Most Rev. Joseph C. Bambera, D.D., J.C.L.
Mass of the Holy Spirit for Chancery Staff – September 12, 2017
Some of you may have followed news related to a unique gathering of Catholics earlier this summer in Orlando, Florida. The Convocation of Catholic Leaders found representatives from most every diocese in the United States, including your truly and a dozen representatives of the Diocese of Scranton, gathered together for four days of prayer, study, reflection and celebration of our faith and our call to missionary discipleship.
Simply put, the gathering focused our attention as representatives of the Church in the United States upon the heart of Pope Francis’ Apostolic Exhortation Evangelii Gaudium – which, in so many ways, establishes his vision for the Church of the 21st century. In his exhortation, in so many homilies and reflections and in the example of his life and ministry, Pope Francis challenges us constantly to be a Church that goes out in service of the people that God places in our care – a Church that encounters Jesus and then takes that experience out into the streets to seek the lost and broken and to encounter Jesus again in those who suffer and who are in need of the love of God. “This,” the Holy Father has said on so many occasions, “is what Jesus wants today: missionary disciples.”
Essentially, Pope Francis is hardly taking the Church in a new direction, but rather, building upon the legacy of his predecessors particularly from Blessed Pope Paul VI to Saint John Paul II and to Pope Benedict XVI and inviting the Church to embrace a new evangelization to bring Christ to today’s world. He’s calling all of us to be missionaries in our own communities and in our own country where so many Catholics, as one American cardinal recently said, “have stormed off, dozed off or simply drifted off from the Church.”
Today’s gospel passage from Saint Luke is a powerful reminder of what you and I, as baptized followers of Jesus, are called to do and to be as missionary disciples. … After considerable prayer and reflection, Jesus chose the twelve apostles from among his followers. And immediately upon calling the apostles, Jesus brought them along as he immersed himself into the midst of a large number of suffering souls from all over the region where he lived and preached. … The gospel goes on to tell us that “everyone in the crowd sought to touch him because power came forth from him and healed them all.”
Note this important reality, my friends. Jesus didn’t bring the newly chosen twelve with him to simply witness all that he could do. They had already been given glimpses of Jesus’ unique role in salvation history. No – Jesus brought the twelve with him to teach them what he would expect of them as his followers. … “As I have done, so you must do.”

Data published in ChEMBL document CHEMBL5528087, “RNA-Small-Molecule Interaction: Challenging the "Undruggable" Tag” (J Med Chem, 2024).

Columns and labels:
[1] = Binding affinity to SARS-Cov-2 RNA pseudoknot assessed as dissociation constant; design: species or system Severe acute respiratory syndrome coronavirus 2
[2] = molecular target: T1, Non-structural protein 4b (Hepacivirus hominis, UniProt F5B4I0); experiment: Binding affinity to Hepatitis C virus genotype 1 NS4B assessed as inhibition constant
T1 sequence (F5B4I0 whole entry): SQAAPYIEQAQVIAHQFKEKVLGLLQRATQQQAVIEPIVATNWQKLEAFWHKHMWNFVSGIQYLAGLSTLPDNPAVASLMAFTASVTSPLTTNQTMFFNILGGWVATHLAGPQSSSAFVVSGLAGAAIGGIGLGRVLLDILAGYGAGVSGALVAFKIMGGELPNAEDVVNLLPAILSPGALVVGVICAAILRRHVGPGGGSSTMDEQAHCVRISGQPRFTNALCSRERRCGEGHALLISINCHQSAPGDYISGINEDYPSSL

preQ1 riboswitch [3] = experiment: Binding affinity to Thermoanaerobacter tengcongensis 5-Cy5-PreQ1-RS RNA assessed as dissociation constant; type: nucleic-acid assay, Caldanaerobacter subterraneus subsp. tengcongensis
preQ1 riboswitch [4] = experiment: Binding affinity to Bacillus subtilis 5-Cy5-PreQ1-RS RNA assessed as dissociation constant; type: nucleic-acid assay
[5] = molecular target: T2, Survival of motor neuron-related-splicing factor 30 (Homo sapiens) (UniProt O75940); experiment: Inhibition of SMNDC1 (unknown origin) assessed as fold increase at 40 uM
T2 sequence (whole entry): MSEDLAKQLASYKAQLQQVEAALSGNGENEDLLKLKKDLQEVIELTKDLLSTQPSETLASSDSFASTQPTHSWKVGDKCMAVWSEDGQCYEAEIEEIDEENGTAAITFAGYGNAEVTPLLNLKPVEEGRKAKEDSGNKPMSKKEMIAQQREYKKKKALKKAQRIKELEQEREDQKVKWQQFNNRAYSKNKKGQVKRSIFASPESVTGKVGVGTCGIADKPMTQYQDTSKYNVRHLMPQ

What’s also so significant in today’s gospel is the fact that the twelve did not self-select themselves as Jesus’ apostles. They were chosen by Jesus – for a purpose. Recall from Saint John’s gospel these words that Jesus spoke quite forthrightly. “You did not choose me, but I chose you and appointed you – for a reason – so that you might go and bear fruit-fruit that will last.”
By the grace of God, we have been baptized into the life, death and resurrection of Jesus. Through the grace of God, we, in turn, have been equipped for mission – to carry the gospel message of life, hope, selfless love and service to the broken, suffering world that makes its way into our lives each day.
As we gather together in prayer this day – and as we particularly pray for all of you who are a part of the diocesan staff of this local Church of Scranton – I can’t help but think of how you respond so generously to Jesus’ mandate to serve your brothers and sisters and all who come into your lives seeking God’s loving presence and care. Thank you for being who you are and for your willingness to be a part of this wonderful mission of service to the People of God in Scranton.
My friends, may we never underestimate the power of God working within our lives. And may we never underestimate the blessings that flow from lives of faith-filled service. While often we can only wonder how and why, God continually calls us – just as he called the twelve apostles in today’s gospel – and God uses our lives and the situations and circumstances that unfold within them to build his kingdom of love and peace.
So, despite the many challenges that unfold around and within us, take consolation from the Word of God proclaimed today. When we are humble enough to respond to Jesus’ call and to give Jesus room to lead us through our journey of life, God’s grace will take hold of our hearts and God’s peace will reign within them.